While the International Criminal Court, ICC, has the power to hear cases within its mandate, it operates on the principle of complementarity and will only exercise its jurisdiction if national courts with jurisdiction either cannot or will not prosecute perpetrators of international crimes. The ICC may exercise jurisdiction if an accused is a national of a State Party (or if the State otherwise accepts jurisdiction), if a relevant crime occurs in the territory of a State Party, or if a situation is referred by the U.N. Security Council pursuant to its Chapter VII authority under the U.N. Charter, even if the situation occurs in a state which is not a party to the Rome Statute. The Prosecutor has the power to initiate investigations proprio motu, if information credibly alleging the commission of crimes within the Court’s jurisdiction is received from individuals or organizations. Jurisdiction is also limited to crimes occurring after July 1, 2002, or after the relevant state ratifies the Rome Statute, whichever is later. The International Criminal Court (ICC) is a permanent international tribunal seated at The Hague which was created by the multilateral treaty known as the Rome Statute. The Rome Statute was adopted on July 17, 1998, and came into effect on July 1, 2002, domestic ratification by sixty State Parties. The ICC was created to prosecute the most serious international crimes. Its mandate includes genocide, crimes against humanity, and war crimes. The crime of aggression was added by a subsequent review conference in Kampala, Uganda, in 2010.
To date, the Court has had three situations referred to it via State Parties, by Uganda, the Democratic Republic of the Congo, and the Central African Republic. The U.N. Security Council has referred the situation in the Darfur region of Sudan and the situation in Libya. Neither are State Parties. The Prosecutor has initiated investigations into the situation in Kenya and the situation in Côte d’Ivoire.
On March 31, 2005, the U.N. Security Council referred the situation in Darfur, Sudan, to the ICC by Security Council Resolution 1593. Prosecutor Luis Moreno Ocampo began the investigation on June 6, 2005. The first arrest warrants were issued February 7, 2007, for Ahmad Muhammad Harun (Former Minister of State for the Interior of Sudan, currently Minister of State for Humanitarian Affairs for Sudan) and Ali Muhammad Ali Abd-Al-Rahman (known as Ali Kushayb). Harun is alleged to have used his position to coordinate, fund, and direct the activities of the Janjaweed. As leader of the Janjaweed, Kushayb has been charged with twenty-two counts of crimes against humanity and twenty-eight counts of war crimes. Also at large is Abdel Raheem Muhammad Hussein, Minister of National Defense and formerly the President’s Special Representative in Darfur, who was charged with multiple counts of war crimes and crimes against humanity on March 1, 2012.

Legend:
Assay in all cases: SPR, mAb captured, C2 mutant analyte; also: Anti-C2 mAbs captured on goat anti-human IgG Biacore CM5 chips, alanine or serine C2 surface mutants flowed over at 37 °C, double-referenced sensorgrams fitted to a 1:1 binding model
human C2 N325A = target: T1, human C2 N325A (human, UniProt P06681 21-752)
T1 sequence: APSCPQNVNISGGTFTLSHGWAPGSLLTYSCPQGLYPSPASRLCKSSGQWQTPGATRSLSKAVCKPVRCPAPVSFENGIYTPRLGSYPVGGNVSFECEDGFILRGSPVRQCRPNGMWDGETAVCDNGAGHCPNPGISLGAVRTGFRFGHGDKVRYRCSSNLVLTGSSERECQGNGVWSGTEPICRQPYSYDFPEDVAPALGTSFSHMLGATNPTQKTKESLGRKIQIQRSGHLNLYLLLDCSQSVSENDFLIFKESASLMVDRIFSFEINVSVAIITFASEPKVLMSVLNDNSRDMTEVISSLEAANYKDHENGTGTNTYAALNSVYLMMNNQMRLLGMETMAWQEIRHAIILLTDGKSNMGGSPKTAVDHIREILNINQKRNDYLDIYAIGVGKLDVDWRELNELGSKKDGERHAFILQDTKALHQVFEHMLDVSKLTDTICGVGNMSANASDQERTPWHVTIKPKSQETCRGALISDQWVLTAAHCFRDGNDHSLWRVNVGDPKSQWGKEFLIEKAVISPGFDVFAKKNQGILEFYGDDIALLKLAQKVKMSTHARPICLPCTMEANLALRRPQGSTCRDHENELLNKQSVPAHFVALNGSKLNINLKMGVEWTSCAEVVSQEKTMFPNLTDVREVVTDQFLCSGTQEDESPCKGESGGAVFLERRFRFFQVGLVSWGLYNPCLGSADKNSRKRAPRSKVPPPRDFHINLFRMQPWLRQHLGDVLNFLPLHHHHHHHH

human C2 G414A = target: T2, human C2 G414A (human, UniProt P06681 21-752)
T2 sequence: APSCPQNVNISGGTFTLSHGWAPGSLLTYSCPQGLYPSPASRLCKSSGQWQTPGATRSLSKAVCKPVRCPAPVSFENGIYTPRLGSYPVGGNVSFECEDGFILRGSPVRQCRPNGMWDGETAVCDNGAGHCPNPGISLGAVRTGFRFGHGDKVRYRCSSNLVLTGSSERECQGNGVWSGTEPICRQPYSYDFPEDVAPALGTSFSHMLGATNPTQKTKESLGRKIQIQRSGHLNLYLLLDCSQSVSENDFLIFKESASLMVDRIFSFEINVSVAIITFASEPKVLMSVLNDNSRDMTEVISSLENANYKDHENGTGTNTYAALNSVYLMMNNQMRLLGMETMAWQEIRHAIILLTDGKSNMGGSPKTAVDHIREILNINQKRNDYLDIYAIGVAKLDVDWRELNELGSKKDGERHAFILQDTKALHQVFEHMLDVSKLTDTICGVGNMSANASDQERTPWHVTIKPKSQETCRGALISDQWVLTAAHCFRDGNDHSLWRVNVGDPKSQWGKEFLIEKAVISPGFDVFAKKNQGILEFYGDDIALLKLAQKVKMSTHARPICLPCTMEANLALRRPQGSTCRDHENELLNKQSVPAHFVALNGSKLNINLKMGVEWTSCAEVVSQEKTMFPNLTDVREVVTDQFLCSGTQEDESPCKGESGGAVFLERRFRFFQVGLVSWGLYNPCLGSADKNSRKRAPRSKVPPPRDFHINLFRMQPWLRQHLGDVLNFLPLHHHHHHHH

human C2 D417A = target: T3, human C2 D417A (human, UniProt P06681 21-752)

On March 4, 2009, the Court issued an arrest warrant for Sudanese President Omar Al-Bashir, charging him with multiple counts of war crimes and crimes against humanity. A second arrest warrant was later added on July 12, 2010, adding charges of genocide. The allegations against al-Bashir accuse the leader of directing and causing the atrocities committed in Darfur by his government and by government-backed militias. Though al-Bashir remains at large, the arrest warrants from the ICC prevent him from traveling to countries who are State Parties to the Rome Statute and added scrutiny and pressure to curb atrocities committed on behalf of the Sudanese government.
Though the government of Sudan is the only faction to be accused of genocide, it is not the only one to accused of crimes within the jurisdiction of the ICC. In May of 2009, a summons to appear before the Court was issued for Bahar Idriss Abu Garda, Chairman and General Coordinator if Military Operations of the United Resistance Front on allegations of war crimes. However, following a hearing in February of 2010, charges were not confirmed. Abdallah Banda Anakaer Nourain, Commander of the Justice and Equality Movement (JEM), and Saleh Mohammed Jerbo Jamus, former Chief of Staff for the Sudanese Liberation Army, both appeared voluntarily before the Court on June 17, 2010. Charges against both on three counts of war crimes were confirmed by the Court in March of 2011, and the cases were set for trial.
This page was written jointly by Christie Nicoson, Former Program and Operations Coordinator, Lisa Dailey, Former News Associate, and Rachel Hall Beecroft, Former Program and Operations Coordinator. This page was updated 10/22/12.
Download a one page PDF summary of this information here.
Report on the 12th Session of the Assembly of States Parties to the Rome Statute, Coalition for the International Criminal Court, 20-28 November 2013, The Hague, The Netherlands. [download]
Obtaining Victim Status for Purposes of Participating at the International Criminal Court, American University, December 2013. [download]
The Growing Importance of the International Criminal Court, by Naseem Kourosh, The Georgetown Journal, 27 January 2014.